Theatre maker Guy Cassiers is the director of the play “The Kindly Ones”. With this performance, Cassiers confronts the darkest side of human behaviour: the Nazi’s body of thought and the annihilation of the Jews. He collaborates with previously named Erwin Jans. What makes “The Kindly Ones” so interesting according to Guy Cassiers, is the realization that you would have done the same, if you were the main character.
Anastasia Mikova is a French journalist of Ukrainian origin. She was 1st assistant to the director and editorial coordinator in charge of the journalists team of the film “Human”. For ‘Human’, Mikova has worked with Yann Arthus-Bertrand, a famous French photographer, journalist and reporter. In order to make this film, she travelled around the world and interviewed no less than 700 people of all origins. These people talk about what makes us all human. Anastasia Mikova points out that there is an important link between ‘Human’ and ‘Invisible Cities’: making people visible. Both projects present people who have never been heard with the opportunity to tell their story. And in the end, you realize that everyone has a story.
Dramatist Erwin Jans is currently working on a new theatre performance based on the novel of the same name “The Kindly Ones”. The novel tells its story through the eyes of a SS-officer during World War II. He also developed a longread filled with stories about the war, which are also mirrored to current events.
Erwin Jans talks about the impact the theatre performance could have. “There’s a lot of information about the Second World War and the Holocaust, but the story is always told by the victims. In “The Kindly Ones”, the victims are not visible. Only ‘the guilty ones’ talk about the experience of killing innocent people and the remorse they feel.”
Robert Vuijsje is a Jewish Dutch journalist and writer. He wrote for Nieuwe Revu and De Pers. His debut novel ‘Alleen maar nette mensen’ (Only decent people) won a ‘Gouden Uil’, which is a prestigious Belgian-Dutch award. The book was also nominated for the Libris Literature Price. His second novel ‘Beste Vriend’ (Dear friend) appeared in 2012.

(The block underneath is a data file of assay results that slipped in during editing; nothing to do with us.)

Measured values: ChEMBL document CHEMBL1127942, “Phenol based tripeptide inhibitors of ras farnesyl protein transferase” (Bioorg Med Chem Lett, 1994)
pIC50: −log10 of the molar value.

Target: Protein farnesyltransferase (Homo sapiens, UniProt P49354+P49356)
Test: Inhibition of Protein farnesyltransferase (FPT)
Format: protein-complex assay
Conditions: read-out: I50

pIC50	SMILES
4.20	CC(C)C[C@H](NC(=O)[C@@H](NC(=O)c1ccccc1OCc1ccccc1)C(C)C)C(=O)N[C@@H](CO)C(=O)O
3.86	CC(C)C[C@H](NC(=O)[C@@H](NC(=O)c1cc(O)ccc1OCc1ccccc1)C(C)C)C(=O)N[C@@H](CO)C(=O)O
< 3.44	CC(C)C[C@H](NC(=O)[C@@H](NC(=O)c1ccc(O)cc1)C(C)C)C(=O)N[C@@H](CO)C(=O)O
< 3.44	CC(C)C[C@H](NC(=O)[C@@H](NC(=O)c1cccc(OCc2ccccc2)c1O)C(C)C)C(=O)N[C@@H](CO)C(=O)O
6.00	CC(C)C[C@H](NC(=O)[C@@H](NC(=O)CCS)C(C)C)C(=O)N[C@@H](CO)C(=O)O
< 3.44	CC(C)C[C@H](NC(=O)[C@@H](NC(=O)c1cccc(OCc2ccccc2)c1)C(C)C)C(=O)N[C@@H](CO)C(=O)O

Vuijsje interviewed numerous famous Dutch people with foreign roots for De Volkskrant. This particular series of portraits was the main reason to invite Vuijsje. He is of Jewish descent and can relate to the feeling of being excluded. Therefore in his masterclass he mainly presented the students with tips with regard to interviewing people who are excluded. He also talked about the important influence journalists have in telling stories.
Sanne De Wilde, a Belgian photographer who likes to depict people in a natural and beautiful way, people who are often frowned upon by society. On her website you can see some of her work with albinos of the island Samao Kekea and ‘small people’ in southern China. Her experience with these kinds of people were a welcome addition to the students’ knowledge on how to proceed in making the interviews on the site.
This project was realised by Toneelhuis and the Journalism students (Television, Online and Print) of AP University College. Local newspaper Gazet Van Antwerpen caught wind of it and was immediately on board, publishing one interview daily for a week. They ended the week with an interview with some of our students, presenting them with the opportunity to discuss the project and what it meant to them. Below you can see the images of the printed articles, with the link to the online version on the newspaper’s website.
The theatre play ‘The Kindly Ones’ has also caught the media’s attention, as director Guy Cassiers has done several interviews on the performance, one of which was also published in Gazet Van Antwerpen. You can find that interview below as well.
Image by photographer Joris Herregods.
The following Journalism students (Television, Online and Print) participated in Invisible Cities:
Wijnand Van Doesburg
Sofie Van der Heyden
Nick De Schutter
Julie Van Puyenbroeck
Marjolein Van Berendoncks
Elien Van den Brande
Thibeau De Vos
Hanne De Groodt